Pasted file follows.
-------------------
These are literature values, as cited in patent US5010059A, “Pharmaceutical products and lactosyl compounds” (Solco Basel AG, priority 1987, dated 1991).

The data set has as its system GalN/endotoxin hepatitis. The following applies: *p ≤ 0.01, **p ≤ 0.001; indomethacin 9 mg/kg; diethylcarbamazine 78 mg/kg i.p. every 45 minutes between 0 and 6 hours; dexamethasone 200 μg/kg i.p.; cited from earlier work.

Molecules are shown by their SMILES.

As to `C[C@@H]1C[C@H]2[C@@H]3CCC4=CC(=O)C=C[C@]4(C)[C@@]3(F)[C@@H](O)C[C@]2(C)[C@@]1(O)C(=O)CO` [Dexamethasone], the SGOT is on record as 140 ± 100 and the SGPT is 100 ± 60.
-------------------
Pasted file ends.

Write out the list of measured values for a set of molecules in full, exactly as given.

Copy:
These are literature values, as cited in patent US5010059A, “Pharmaceutical products and lactosyl compounds” (Solco Basel AG, priority 1987, dated 1991).

The data set has as its system GalN/endotoxin hepatitis. The following applies: *p ≤ 0.01, **p ≤ 0.001; indomethacin 9 mg/kg; diethylcarbamazine 78 mg/kg i.p. every 45 minutes between 0 and 6 hours; dexamethasone 200 μg/kg i.p.; cited from earlier work.

Molecules are shown by their SMILES.

As to `C[C@@H]1C[C@H]2[C@@H]3CCC4=CC(=O)C=C[C@]4(C)[C@@]3(F)[C@@H](O)C[C@]2(C)[C@@]1(O)C(=O)CO` [Dexamethasone], the SGOT is on record as 140 ± 100 and the SGPT is 100 ± 60.